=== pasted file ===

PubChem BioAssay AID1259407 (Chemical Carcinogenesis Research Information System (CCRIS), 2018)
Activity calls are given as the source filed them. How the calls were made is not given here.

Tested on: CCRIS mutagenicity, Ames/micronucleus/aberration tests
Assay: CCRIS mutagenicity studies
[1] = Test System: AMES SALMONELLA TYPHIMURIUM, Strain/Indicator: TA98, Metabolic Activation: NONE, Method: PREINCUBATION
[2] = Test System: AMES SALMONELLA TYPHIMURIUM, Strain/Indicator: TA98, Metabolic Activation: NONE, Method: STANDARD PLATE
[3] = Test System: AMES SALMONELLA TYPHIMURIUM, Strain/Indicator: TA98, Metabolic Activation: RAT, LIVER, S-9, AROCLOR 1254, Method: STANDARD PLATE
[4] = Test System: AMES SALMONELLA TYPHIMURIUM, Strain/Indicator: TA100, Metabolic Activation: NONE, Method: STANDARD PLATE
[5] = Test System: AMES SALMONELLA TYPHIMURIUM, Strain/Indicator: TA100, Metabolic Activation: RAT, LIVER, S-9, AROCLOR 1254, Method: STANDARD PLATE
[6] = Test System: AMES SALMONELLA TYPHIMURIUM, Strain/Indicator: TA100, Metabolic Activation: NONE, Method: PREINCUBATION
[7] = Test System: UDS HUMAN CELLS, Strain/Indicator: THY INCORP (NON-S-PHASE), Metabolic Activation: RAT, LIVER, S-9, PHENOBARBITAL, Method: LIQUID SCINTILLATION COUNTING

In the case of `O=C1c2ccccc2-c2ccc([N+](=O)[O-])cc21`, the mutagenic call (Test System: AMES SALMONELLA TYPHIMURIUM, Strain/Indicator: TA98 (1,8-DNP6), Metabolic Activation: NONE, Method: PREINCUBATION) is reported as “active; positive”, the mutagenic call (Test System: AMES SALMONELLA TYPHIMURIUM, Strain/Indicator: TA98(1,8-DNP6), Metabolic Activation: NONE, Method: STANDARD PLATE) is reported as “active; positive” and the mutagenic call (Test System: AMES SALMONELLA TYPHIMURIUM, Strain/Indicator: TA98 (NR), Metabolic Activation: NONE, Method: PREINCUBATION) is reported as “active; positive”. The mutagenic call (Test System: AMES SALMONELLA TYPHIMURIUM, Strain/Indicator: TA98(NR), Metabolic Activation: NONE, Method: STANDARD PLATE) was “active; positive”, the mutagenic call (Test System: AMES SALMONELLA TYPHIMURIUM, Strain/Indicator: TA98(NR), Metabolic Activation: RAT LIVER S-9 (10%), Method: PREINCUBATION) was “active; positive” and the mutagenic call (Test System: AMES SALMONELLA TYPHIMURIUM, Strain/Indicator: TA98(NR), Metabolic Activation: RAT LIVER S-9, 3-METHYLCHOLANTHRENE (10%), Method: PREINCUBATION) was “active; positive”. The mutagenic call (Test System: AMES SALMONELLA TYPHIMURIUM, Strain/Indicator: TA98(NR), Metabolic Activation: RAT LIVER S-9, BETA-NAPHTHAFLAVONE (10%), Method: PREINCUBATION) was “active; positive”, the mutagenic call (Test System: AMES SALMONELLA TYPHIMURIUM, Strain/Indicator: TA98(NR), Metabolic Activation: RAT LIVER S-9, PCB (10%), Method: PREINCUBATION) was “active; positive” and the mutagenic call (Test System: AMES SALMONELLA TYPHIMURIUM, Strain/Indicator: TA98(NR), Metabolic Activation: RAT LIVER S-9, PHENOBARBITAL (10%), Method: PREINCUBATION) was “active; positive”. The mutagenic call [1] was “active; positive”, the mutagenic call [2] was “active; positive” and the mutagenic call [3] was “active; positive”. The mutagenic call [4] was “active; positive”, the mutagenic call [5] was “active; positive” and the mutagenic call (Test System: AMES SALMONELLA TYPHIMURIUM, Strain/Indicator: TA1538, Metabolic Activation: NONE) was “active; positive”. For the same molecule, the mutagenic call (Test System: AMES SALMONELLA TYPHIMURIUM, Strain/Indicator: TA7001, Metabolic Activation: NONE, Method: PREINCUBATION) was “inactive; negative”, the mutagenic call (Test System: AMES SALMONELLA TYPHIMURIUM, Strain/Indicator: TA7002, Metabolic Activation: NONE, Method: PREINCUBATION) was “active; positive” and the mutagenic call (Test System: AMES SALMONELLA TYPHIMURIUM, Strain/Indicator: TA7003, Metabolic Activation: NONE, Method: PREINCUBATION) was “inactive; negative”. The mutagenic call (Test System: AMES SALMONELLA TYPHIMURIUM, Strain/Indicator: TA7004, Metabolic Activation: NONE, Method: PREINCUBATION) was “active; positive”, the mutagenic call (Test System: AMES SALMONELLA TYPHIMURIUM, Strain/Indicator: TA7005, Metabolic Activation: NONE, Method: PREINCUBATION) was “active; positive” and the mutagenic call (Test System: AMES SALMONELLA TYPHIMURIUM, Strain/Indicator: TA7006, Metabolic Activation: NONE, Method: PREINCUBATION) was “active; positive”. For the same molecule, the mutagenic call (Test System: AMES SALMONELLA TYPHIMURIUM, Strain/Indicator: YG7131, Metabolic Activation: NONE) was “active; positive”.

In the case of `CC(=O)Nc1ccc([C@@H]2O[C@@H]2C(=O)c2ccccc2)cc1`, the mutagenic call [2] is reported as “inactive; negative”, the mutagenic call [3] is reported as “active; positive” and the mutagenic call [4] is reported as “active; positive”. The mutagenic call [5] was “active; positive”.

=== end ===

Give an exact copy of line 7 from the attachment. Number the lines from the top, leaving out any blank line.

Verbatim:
[3] = Test System: AMES SALMONELLA TYPHIMURIUM, Strain/Indicator: TA98, Metabolic Activation: RAT, LIVER, S-9, AROCLOR 1254, Method: STANDARD PLATE